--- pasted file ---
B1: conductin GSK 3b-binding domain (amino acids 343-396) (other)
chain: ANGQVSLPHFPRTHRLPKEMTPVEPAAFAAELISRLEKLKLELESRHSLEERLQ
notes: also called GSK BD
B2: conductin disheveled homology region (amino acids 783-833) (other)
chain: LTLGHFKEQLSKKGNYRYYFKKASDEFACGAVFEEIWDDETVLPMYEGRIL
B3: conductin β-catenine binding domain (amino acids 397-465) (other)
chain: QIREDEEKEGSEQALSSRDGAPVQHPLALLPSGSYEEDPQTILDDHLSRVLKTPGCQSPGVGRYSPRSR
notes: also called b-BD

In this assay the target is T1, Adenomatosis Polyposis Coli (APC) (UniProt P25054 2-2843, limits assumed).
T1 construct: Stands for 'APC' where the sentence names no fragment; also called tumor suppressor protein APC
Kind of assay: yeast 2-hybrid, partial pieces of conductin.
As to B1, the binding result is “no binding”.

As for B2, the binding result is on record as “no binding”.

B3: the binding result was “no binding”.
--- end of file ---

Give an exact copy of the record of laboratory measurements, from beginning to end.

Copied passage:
B1: conductin GSK 3b-binding domain (amino acids 343-396) (other)
chain: ANGQVSLPHFPRTHRLPKEMTPVEPAAFAAELISRLEKLKLELESRHSLEERLQ
notes: also called GSK BD
B2: conductin disheveled homology region (amino acids 783-833) (other)
chain: LTLGHFKEQLSKKGNYRYYFKKASDEFACGAVFEEIWDDETVLPMYEGRIL
B3: conductin β-catenine binding domain (amino acids 397-465) (other)
chain: QIREDEEKEGSEQALSSRDGAPVQHPLALLPSGSYEEDPQTILDDHLSRVLKTPGCQSPGVGRYSPRSR
notes: also called b-BD

In this assay the target is T1, Adenomatosis Polyposis Coli (APC) (UniProt P25054 2-2843, limits assumed).
T1 construct: Stands for 'APC' where the sentence names no fragment; also called tumor suppressor protein APC
Kind of assay: yeast 2-hybrid, partial pieces of conductin.
As to B1, the binding result is “no binding”.

As for B2, the binding result is on record as “no binding”.

B3: the binding result was “no binding”.